Off Topic Messages

Tue Feb 28, 2006 6:04 am

MauriceinIreland wrote: If you had a PBS TV SYTEM Like the BBC paid for by public subscription we all might get some far better programmes from the USA?


We do have PBS Maurice. As a matter of fact I frequently watch a charming little English show called May to December.

What fine programs from Ireland might I be looking for Maurice?

You know what never mind....

Tue Feb 28, 2006 6:12 am

likethebike wrote:Pete- You really think the citizens of the US could overthrow a despotic regime with some handguns, rifles and the loose automatic weapon?


I don't know Bike, but at least it gives us a fighting chance - banning guns wouldn't.

And if we learn anything from history it's that a guerilla army can defeat better equipped forces.

Tue Feb 28, 2006 6:37 am

likethebike wrote:The problem with your argument Pete and I know you're not a gun advocate is that it is so much easier to kill a person with a gun than through those other methods and it's much easier to kill someone accidentally with a gun as well. To poison someone you have to get them to swallow the poison. To stab someone you have to get up close to them to shoot people you don't have to do either of these. There are a lot arbitrary murders because of careless gun play than because of anything else.


Lizzie Borden killed her parents in their sleep with an ax. So getting close to them wasn't a problem, and we all gotta sleep sometime.
Yes it is easier to kill with a gun, but banning guns from law-abiding citizens will not keep them from criminals. Accidental deaths will occur, but promoting responsible gun ownership, which includes gun safety, can help to prevent accidents. People die in car accidents, but we don't ban cars? Or alcohol.

likethebike wrote:I'm a limited supporter of the Second Amendment. I don't have a problem with people owning shotguns and handguns and even some collectors owning some more serious hardware but you have to wonder why most people would want to own a murder machine like an automatic weapon. The purpose of the weapon is not only to kill people but to kill masses of people in a short amount of time. You also have to admit there's a problem when terrorists list the USA as a source for obtaining weapons.


Actually LTB, I'm for private citizens owning hunting rifles, shotguns, and handguns, but I have misgivings about the collectors owning 'serious hardware.' What is a collector? What distinguishes him from the average citizen that he can own the heavy duty stuff?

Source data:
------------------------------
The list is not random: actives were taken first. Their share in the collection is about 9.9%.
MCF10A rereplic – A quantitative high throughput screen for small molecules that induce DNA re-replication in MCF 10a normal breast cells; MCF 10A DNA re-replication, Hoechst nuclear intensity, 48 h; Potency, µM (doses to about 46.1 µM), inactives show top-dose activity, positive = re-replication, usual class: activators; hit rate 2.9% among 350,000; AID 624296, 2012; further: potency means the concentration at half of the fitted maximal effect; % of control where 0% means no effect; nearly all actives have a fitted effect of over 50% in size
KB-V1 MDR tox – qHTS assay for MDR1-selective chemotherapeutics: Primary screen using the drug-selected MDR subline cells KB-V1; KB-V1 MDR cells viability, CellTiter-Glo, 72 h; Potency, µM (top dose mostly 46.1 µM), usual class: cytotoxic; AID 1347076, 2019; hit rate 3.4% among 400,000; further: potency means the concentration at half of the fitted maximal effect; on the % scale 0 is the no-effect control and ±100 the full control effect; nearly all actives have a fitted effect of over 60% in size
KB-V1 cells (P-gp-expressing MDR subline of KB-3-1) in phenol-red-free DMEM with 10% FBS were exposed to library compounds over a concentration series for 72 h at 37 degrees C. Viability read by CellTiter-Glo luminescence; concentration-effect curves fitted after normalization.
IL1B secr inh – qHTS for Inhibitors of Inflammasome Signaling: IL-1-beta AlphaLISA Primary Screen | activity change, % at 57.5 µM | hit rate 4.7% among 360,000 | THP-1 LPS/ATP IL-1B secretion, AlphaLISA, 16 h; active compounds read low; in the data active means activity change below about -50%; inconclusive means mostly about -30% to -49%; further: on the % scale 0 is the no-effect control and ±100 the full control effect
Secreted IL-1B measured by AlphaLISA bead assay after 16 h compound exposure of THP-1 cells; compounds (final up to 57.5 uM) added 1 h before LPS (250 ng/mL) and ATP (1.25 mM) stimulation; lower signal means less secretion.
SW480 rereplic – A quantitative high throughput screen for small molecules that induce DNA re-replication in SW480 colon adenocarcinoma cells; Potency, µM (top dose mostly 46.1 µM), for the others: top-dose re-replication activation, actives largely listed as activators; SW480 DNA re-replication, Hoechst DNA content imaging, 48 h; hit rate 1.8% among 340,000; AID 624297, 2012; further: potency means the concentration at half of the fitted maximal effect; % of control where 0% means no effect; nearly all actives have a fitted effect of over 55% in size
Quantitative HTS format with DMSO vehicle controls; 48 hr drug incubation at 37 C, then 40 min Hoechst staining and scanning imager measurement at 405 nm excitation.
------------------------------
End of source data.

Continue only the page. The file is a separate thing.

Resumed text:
Tue Feb 28, 2006 7:31 am

Lizzie Borden killing her parents with an axe requires a little determination luck etc. A lot of people shoot people (and themselves) because they lose their head for one instant. It's just so much easier to kill with them and it requires so much less thinking. Too often guns make killers of otherwise law abiding people because of the ease they bring to killing. Think of the road rage shootings on the LA freeways a few years back. Now the people who did those shootings had some issues but easy gun access let them act much easier on their destructive impulses.

The reason we don't ban cars and alcohol is because they have a purpose outside of killing.

Pete- I share your misgivings. However, I do realize that just as there are people who find Medieval armory fascinating there are people intrigued by fire arms. Perhaps a more serious weapon could incpacitated leaving the basic structure intact but limiting its usefulness as a weapon. Those people that collect spears don't hold jousts in their backyards.

I am not against gun ownership however there has to be some sort of regulation because what we have right now is not working. What an effective balance is, I don't claim to know but both sides have to be willing and the gun lobby is effectively against any and all compromise. There are many reasonable compromises that they are totally against like mandatory background checks. It would be nice to know if someone buying weapon is a convicted felon or has a record of mental illness or even worse is currently under treatment. Between a seven and 30 day waiting period is also consistently opposed by the gun lobby. A waiting period will allow some people red hot with emotion to cool off. Some people won't but some people will.

Tue Feb 28, 2006 9:29 am

Blue-Gypsy wrote:
MauriceinIreland wrote: If you had a PBS TV SYTEM Like the BBC paid for by public subscription we all might get some far better programmes from the USA?


We do have PBS Maurice. As a matter of fact I frequently watch a charming little English show called May to December.

What fine programs from Ireland might I be looking for Maurice?

You know what never mind....


You might try our political question time debates:-)

Our dramas and cultural shows can be excellent for a small country. But it's our humour that really levels the pompous.

We are not as sensitive to criticism as Americans appear to be....at least around here :lol:

How did this thread get into Gun control or should I say the lack of it!

The arguements have been going on forever...............it's amazing how the vast majority of nations get along without their populations needing to arm themselves to the teeth.

Very strange by any reckoning.